Thursday, October 22, 2009

Like Father, Like Son

I'm looking forward to the concert this week, Simply Classical. Louis Langree will be our guest conductor. He conducted us in the Mozart Requiem a couple of years ago, and I enjoyed him then. One of the interesting parts of our job is to be able to experience the inspiration of guest artists, both conductors and soloists. They come from all over the world to make music here in Baltimore and at Strathmore (and occasionally, like this week, in Wye Mills on the eastern shore.)

Simone Dinnerstein will make her BSO debut with us, playing Mozart's Piano Concerto No. 23. I have heard that her playing is wonderful. By the way, she also happens to be a beautiful young woman. Today she has an interview on WAMU's Kojo Nnamdi show at 1:30 pm. Listen live at! Should be very interesting.

We will also perform Haydn's Symphony No. 44 and Beethoven's 4th Symphony. I love the 4th: it isn't performed as frequently as many of Beethoven's others, but it is a great piece. The outer movements are lots of fun, and the slow movement is gorgeous! Coincidentally, my son Stephen, a student a Yale University and an aspiring conductor, will be conducting a student orchestra in Beethoven's 4th Symphony this Saturday evening, too. We will be comparing notes, I'm sure.

Wednesday, October 21, 2009

The BSO and -State Your Name Here-

Have you ever fantasized about playing alongside Emily Skala on flute, or perhaps thought about sharing some nice harmonic support with Chris Dudley in the brass section? Well, here's your chance, but you'll need to sign up early on November 2.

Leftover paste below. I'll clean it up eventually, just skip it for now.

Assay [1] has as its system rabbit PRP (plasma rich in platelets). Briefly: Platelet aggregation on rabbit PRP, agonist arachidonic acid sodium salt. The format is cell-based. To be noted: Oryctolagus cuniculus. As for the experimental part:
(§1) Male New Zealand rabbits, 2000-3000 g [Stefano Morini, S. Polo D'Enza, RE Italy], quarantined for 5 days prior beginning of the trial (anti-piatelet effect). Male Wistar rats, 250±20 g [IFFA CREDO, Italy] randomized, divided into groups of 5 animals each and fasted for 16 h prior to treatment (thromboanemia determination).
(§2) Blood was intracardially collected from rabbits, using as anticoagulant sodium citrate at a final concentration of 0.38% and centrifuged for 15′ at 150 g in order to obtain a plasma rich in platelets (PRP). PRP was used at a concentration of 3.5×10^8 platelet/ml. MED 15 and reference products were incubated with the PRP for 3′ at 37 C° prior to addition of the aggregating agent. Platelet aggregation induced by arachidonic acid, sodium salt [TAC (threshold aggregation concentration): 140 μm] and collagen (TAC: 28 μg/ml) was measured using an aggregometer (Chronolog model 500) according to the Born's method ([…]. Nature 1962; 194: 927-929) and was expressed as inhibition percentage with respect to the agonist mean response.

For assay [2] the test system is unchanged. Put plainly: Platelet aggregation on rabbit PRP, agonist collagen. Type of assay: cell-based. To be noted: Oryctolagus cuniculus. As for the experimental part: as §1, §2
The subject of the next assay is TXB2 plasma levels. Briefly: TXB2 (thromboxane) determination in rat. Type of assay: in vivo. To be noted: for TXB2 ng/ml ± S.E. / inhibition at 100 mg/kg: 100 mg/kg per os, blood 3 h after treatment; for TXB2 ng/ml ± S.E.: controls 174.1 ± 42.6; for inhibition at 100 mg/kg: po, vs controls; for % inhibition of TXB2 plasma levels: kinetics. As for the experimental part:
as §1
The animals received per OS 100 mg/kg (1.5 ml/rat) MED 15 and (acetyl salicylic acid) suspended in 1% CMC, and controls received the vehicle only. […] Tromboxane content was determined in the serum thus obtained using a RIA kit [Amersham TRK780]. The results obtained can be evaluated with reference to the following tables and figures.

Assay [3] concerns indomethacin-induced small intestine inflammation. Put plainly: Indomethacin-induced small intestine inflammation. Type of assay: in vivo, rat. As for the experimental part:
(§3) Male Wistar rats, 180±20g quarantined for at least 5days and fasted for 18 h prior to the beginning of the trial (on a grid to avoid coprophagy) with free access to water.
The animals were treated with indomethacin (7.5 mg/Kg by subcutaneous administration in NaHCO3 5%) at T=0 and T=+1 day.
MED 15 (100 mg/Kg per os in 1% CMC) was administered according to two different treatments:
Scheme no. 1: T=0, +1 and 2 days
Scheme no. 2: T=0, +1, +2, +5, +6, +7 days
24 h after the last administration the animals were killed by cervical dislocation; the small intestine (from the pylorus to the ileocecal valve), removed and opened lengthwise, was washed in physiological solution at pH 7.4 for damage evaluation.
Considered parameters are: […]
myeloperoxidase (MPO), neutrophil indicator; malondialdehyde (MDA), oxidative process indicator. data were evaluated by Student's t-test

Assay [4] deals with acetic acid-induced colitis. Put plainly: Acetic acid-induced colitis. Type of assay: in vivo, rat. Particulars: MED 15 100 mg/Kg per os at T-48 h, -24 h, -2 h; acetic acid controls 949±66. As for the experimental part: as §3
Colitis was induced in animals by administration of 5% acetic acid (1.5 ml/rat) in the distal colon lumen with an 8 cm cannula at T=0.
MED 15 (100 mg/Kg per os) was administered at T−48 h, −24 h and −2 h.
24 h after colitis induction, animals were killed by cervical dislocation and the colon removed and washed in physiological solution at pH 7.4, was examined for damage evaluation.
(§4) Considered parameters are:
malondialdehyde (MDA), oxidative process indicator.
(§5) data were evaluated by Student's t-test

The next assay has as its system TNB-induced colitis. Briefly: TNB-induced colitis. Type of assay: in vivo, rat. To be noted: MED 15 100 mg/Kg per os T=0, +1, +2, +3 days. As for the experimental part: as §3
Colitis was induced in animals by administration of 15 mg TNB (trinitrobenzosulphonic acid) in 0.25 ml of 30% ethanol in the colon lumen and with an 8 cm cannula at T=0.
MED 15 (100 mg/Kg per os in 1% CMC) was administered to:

The BSO is auditioning "Rusty Musicians" to play the fourth movement of the Tchaik 4. I've seen this kind of publicity before, but not with such a top tier symphony orchestra. This should be interesting...

Wednesday, October 7, 2009

Reflections on Bartok

Last week we recorded Bartok's Concerto for Orchestra, a 20th Century masterpiece. Bartok used folk elements in his music; he combined them with an amazing mathematical sense for structure. Bartok is rarely "easy listening." The first time I heard a Bartok string quartet I thought it was noise. The music becomes intelligible when the listener can grasp some of the unusual harmonies through repeated hearing. Marin showed Bartok's connection to Eastern European folk music and its harmonic language by having the group Harmonia perform on stage before the BSO played the Bartok.

The Concerto, like most music Bartok wrote, is a very difficult piece. I think that, with lots of good practice and four performances, we were able to do it justice. In June we will record another piece by Bartok, Music for Strings, Percussion and Celeste. Eventually we will release those two pieces together on a CD.

This week Jack Everly returns for his always entertaining Pops programs. The program this week is "Hollywood: The Epics," and the Baltimore Choral Arts Society will be performing with us.

Come have fun with Jack and us this weekend!